Chile opens inquiry into 1973 death of President Allende

Chilean prosecutors have opened an investigation into the death of former President Salvador Allende (archive picture), whose apparent suicide during the 1973 military coup has long been questioned by politicians and human rights groups.


AFP - Chile is launching its first investigation into the death of socialist president Salvador Allende whose body was found in the presidential palace during a 1973 coup, officials said Thursday.

Until now Allende's death, during the bloody US-backed coup that brought military dictator Augusto Pinochet to power on September 11, 1973, had been ruled a suicide.

"What has not been investigated, the courts will investigate," said prosecutor Beatriz Pedrals, who has filed suit to probe 726 cases of alleged human rights abuse, including against Allende.

"This will finally establish what happened," she said, adding that she hoped all those responsible would be prosecuted and treated equally.

The probe is part of the investigation of hundreds of human rights complaints against Pinochet's 1973-1990 military dictatorship.

Allende was a Marxist narrowly elected to office in 1970. At the time conservatives in Chile and Washington feared his attempts to pave "a Chilean path toward socialism" -- including the nationalization of US mining interests -- would usher in a pro-Soviet communist government.

Henry Kissinger, US secretary of state under then president Richard Nixon, made quite clear what US intentions were after Allende's election.

"The issues are much too important for the Chilean voters to be left to decide for themselves... I don't see why we need to stand by and watch a country go communist due to the irresponsibility of its people," Kissinger said at the time.

Allende was found dead in the presidential palace as soldiers supporting the coup closed in and warplanes bombed the building. He was 65.

An official autopsy ruled that he had committed suicide, although the results have long been questioned by some prominent politicians and human rights groups.

Pinochet's 17-year, iron-fisted rule became the longest lasting dictatorship in South America. He died in December 2006 of a heart attack aged 91, with a slew of judicial cases still open against the regime.

Chilean officials are also probing some 560 military officials for human rights abuses during the period of military rule. The cases include the death or disappearance of 3,150 people, and some 28,000 cases of alleged torture.

The probe into Allende's death comes after the judge in charge of coordinating the human rights investigations, Sergio Munoz, determined there were many cases where victims had not lodged any complaint.

Munoz appointed a prosecutor to verify how many victims were not represented, and file complaints on their behalf, including one for Allende.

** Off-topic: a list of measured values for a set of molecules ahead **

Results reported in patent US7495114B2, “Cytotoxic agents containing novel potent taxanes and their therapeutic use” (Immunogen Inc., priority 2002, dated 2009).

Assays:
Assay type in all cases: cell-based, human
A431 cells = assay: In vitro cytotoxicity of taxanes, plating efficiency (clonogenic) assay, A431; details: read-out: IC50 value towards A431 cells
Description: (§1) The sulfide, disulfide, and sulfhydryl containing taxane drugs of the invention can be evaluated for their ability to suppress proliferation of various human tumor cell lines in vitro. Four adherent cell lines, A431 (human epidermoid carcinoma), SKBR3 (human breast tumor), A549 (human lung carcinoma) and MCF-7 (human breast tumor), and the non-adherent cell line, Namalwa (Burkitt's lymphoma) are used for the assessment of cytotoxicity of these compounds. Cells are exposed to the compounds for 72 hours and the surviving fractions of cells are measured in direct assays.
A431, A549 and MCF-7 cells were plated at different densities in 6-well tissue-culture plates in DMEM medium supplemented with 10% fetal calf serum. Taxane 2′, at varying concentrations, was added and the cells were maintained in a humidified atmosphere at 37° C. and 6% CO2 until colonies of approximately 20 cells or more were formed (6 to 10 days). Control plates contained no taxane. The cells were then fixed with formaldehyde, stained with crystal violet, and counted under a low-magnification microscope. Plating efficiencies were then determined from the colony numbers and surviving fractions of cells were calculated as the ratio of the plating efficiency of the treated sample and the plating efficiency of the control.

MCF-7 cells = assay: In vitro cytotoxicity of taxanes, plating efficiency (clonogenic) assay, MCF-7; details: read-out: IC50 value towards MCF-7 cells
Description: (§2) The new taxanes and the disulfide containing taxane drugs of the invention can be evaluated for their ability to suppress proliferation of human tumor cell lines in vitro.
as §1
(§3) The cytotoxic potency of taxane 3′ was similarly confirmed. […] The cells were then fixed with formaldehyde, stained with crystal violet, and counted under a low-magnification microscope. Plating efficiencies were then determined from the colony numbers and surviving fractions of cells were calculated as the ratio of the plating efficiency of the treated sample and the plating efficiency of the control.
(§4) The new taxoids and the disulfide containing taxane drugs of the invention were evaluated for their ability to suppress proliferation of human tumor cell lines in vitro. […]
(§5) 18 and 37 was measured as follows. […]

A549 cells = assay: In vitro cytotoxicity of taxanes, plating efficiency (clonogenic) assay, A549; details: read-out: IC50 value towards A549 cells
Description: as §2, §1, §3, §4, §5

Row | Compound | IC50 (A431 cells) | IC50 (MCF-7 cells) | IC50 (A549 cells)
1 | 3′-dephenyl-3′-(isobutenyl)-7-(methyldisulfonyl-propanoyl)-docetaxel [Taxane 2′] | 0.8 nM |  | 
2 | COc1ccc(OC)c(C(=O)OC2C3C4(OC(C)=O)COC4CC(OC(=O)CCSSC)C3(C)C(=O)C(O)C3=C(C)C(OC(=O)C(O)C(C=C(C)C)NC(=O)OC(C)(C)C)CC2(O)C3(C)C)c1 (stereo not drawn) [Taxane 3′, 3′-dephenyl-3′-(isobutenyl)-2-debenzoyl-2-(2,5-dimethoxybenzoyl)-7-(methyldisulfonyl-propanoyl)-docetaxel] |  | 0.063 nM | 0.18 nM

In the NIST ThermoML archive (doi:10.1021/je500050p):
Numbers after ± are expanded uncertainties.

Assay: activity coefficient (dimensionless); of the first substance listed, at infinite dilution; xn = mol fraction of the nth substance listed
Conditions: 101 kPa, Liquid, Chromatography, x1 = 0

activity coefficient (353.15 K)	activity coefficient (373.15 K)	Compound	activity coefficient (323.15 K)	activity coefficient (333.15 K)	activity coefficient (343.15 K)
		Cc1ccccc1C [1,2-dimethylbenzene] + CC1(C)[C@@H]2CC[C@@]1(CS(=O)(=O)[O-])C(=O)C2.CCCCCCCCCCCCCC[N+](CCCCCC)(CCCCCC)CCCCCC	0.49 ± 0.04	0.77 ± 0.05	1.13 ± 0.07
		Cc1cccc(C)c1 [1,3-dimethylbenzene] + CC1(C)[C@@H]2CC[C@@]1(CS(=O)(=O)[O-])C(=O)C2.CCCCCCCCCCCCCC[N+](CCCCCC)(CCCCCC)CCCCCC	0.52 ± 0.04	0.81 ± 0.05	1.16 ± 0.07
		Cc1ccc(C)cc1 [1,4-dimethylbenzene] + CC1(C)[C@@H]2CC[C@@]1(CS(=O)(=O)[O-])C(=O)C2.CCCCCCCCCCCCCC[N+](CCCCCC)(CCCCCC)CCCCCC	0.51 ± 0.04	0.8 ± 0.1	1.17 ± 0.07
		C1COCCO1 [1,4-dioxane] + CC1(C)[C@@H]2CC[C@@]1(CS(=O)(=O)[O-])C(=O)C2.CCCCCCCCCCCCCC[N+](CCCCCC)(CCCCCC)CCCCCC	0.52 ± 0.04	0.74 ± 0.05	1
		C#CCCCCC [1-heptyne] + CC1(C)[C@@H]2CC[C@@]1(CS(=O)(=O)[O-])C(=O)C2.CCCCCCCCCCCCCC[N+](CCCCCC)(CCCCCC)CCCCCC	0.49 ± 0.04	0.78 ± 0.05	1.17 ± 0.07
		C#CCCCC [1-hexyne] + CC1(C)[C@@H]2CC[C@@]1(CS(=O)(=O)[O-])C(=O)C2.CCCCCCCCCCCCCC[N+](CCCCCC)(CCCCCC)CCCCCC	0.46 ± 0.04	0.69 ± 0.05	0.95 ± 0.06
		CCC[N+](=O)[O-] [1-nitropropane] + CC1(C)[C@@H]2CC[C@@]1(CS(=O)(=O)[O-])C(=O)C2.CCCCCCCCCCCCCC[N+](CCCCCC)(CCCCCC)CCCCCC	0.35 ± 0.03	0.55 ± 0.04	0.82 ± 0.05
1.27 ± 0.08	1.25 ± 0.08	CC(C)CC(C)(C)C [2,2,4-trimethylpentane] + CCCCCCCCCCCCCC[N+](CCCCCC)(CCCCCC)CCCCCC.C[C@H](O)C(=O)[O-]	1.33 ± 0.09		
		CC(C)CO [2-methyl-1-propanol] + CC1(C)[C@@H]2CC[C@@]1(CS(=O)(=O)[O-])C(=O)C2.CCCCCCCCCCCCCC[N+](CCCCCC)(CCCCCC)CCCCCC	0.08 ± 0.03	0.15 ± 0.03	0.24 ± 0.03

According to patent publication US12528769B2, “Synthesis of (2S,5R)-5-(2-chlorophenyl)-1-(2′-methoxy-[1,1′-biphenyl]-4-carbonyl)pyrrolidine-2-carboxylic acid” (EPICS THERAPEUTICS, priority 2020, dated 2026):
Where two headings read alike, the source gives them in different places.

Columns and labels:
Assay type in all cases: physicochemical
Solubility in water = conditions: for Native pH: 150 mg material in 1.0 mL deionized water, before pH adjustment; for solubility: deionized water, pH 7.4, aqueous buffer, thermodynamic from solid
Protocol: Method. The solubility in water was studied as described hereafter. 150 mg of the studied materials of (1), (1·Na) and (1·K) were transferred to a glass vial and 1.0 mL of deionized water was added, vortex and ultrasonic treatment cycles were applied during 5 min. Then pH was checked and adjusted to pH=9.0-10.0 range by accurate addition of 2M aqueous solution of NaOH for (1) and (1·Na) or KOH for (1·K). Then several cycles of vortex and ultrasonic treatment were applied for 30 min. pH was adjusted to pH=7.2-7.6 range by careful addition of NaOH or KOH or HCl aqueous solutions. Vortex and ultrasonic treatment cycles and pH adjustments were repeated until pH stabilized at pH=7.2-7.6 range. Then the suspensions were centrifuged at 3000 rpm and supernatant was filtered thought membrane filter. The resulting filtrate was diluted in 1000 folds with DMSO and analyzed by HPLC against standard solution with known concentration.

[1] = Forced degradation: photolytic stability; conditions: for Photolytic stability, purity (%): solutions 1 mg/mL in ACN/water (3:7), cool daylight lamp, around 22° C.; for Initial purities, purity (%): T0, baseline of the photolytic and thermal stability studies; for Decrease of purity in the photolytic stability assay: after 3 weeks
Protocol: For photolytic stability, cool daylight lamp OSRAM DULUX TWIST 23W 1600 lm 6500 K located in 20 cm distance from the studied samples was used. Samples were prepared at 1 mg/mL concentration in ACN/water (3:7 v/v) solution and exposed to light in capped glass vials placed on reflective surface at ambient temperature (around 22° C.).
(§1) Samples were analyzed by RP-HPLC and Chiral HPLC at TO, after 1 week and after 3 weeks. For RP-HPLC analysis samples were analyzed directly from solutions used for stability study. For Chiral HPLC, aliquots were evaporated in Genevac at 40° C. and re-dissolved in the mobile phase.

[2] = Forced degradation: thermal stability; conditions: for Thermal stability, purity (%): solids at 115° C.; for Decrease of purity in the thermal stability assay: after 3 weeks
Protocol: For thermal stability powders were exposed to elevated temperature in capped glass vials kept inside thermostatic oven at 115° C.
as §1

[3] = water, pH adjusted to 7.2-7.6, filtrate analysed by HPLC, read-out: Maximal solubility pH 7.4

"It is necessary to determine whether or not this was a suicide, and the circumstances" of the death, a person close to the matter said, asking not to be identified.

Lorena Pizarro, head of the Association of Relatives of the Disappeared, said the probe would sent a "strong signal" to other branches of government.

"No crime should be left unsolved. We're talking about more than 700 cases, which have never been investigated, and the inclusion of Allende is a powerful sign," Pizarro told AFP.

President Sebastian Pinera's spokeswoman Ena Von Baer said the administration respects the decision of the judicial system, "and we believe all these cases need to be investigated."

Last year, Pinera rejected a controversial Catholic Church proposal that repentant members of the military be pardoned for human rights abuses committed under Pinochet.

Socialist Party leader Osvaldo Andrade also welcomed the news, saying that "any initiative that offers truth would be well-received by us."

Allende was the father of Chilean lawmaker Isabel Allende, who has long pressed for compensation for all the victims of Pinochet's regime.

Isabel Allende, 66, issued a formal request from Spain, where she is traveling, for the Chilean government to investigate her father's death.

"It is important to carry out all the judicial actions that seek to establish the truth of all the deaths and disappearances" since the coup, she told El Mercurio, Chile's leading newspaper.

After the coup Isabel Allende, her two sisters and her mother -- Allende's widow Hortensia Bussi -- moved to Cuba and then Mexico. Isabel Allende did not return to Chile until 1989.

The novelist also named Isabel Allende is a relative of the late president.

Bussi, who also continued to fight for justice, died in 2009 at the age of 94.


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